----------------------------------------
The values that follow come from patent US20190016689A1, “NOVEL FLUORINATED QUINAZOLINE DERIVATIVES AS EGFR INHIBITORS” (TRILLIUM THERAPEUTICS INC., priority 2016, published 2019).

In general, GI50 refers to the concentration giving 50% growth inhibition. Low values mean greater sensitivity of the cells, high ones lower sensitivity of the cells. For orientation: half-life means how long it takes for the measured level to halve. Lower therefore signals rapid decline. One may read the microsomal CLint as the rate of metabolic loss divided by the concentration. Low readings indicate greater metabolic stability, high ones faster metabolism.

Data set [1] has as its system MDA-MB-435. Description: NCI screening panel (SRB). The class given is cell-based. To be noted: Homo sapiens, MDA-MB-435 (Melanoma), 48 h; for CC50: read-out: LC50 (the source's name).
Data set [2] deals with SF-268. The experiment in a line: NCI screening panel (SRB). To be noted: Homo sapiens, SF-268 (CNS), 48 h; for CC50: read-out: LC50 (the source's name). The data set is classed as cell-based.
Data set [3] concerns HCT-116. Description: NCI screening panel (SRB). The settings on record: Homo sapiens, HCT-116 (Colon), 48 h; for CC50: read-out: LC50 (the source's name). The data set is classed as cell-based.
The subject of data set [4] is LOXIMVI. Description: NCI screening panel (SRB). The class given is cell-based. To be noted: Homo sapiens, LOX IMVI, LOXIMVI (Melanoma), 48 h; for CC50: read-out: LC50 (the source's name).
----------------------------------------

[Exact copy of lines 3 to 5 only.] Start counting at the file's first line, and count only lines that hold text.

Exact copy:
Data set [1] has as its system MDA-MB-435. Description: NCI screening panel (SRB). The class given is cell-based. To be noted: Homo sapiens, MDA-MB-435 (Melanoma), 48 h; for CC50: read-out: LC50 (the source's name).
Data set [2] deals with SF-268. The experiment in a line: NCI screening panel (SRB). To be noted: Homo sapiens, SF-268 (CNS), 48 h; for CC50: read-out: LC50 (the source's name). The data set is classed as cell-based.
Data set [3] concerns HCT-116. Description: NCI screening panel (SRB). The settings on record: Homo sapiens, HCT-116 (Colon), 48 h; for CC50: read-out: LC50 (the source's name). The data set is classed as cell-based.